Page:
You have often recognized that Israeli society has its flaws. Its dents and bumps along the road. Its nationalists and racists and downright idiots. But I think you don’t honestly realize that social order can truly disintegrate in our country, if enough people lose faith in the state and it’s institutions. How would our morality look like if everyone took matters into his or her hands?

    Given that you have, in the past, left intelligent, detached and perceptive comments on Kamangir’s blog and on this blog, I am disappointed.

    If you’ll recall, I also had semi-personal arguments with Kamangir on issues of religion, atheism, and so on. Back then I argued with Kamangir regarding how he perceives choice, and religious coercion. This also included my own insights and opinions into how I, the person on the other side, perceived Kamangir’s reasoning and the thought process that led to it.

    This is not about insult – or at least I did not intend it as such. This was about showing my perception of the issue, in more than just a set of collected facts.

    My opinion stands, Lisa. And if you have the time, I ask you to consider these perceptions, flawed as they might be. I’m no expert on anything save getting bits and bytes from one place to another.

    But consider them. There had been more than one such opinion of my own reasoning that allowed me to perceive how I think of an issue just a bit better.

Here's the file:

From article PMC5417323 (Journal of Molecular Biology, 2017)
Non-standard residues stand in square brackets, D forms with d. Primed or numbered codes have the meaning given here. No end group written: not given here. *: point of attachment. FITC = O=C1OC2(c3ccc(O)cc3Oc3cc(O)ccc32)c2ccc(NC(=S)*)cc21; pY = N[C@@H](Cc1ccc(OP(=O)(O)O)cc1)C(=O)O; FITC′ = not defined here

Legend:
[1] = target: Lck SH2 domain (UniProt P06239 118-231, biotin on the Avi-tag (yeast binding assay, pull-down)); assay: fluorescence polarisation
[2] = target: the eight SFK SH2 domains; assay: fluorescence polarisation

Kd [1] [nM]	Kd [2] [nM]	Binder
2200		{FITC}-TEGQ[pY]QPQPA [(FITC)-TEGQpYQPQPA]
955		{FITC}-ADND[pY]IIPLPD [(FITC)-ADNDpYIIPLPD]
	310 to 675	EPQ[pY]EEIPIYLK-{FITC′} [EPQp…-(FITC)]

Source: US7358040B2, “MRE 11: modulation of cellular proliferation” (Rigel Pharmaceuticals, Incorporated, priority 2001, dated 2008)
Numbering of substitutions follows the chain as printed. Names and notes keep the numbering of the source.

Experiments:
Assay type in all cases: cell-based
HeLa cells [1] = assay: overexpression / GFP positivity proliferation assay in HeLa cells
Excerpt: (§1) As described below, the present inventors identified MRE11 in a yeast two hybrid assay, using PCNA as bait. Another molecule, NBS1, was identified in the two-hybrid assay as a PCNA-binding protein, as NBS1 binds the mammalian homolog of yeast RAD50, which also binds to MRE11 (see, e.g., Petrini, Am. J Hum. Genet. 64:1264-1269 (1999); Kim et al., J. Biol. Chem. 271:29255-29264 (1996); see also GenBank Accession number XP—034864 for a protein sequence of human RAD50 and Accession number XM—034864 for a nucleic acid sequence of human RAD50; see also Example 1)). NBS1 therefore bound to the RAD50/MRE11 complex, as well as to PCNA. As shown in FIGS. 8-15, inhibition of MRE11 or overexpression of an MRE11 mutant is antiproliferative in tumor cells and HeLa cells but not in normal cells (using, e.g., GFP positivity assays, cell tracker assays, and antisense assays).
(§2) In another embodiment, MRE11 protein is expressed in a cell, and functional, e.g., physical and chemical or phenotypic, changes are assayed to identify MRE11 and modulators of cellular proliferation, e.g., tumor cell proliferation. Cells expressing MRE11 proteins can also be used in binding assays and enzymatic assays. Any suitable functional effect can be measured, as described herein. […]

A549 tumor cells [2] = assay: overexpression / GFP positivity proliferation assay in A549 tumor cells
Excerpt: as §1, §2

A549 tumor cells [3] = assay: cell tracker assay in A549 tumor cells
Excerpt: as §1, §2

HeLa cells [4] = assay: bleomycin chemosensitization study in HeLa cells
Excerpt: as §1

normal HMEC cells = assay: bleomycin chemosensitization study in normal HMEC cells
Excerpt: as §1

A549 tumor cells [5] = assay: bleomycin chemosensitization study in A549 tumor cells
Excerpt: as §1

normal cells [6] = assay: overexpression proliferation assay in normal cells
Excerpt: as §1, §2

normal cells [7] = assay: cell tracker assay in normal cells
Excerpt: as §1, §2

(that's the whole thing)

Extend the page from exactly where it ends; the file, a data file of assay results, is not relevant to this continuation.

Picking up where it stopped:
12. Lisa seems like a very nice, warm, human person with a natural revulsion to human suffering. I disagree with her solution to stop the war and try negotiation with Hamas. The most deadly wars are those which sputter on, delivering death in small batches over the long term inconclusively. The least deadly wars are those which fight pitched battles to a decisive conclusion.

    The lesson of Sep 11 for Americans is that you can not negotiate with Muslim terrorists. You have to smash them like bugs. You can not let them deliver their jihad to your country, but rather you must fight them in theirs. You must return their violence to their doorstop ten times over until they are persuaded that violence is not in their interest.

  13. OMG, you guys are worse than the Palestinians, you just can’t get along and agree on anything can you? No wonder Israeli politics is in a constant state of disarray with its recycled politicians. LOL the minister of health one minute, minister of defence or Mossad the next LOL. Just as bad if not worse than the Palestinians.

  14. Roman Kalik says:

    Just as bad if not worse than the Palestinians.

    Sure. After all, we blow each other up, kneecap and shoot and stab, and all the rest of it, as part of the Israeli political process. And when we don’t like a certain party, we throw all their members off the Azrieli Towers in Tel-Aviv.

    And *then* we go around hospitals and shoot the survivors in the face.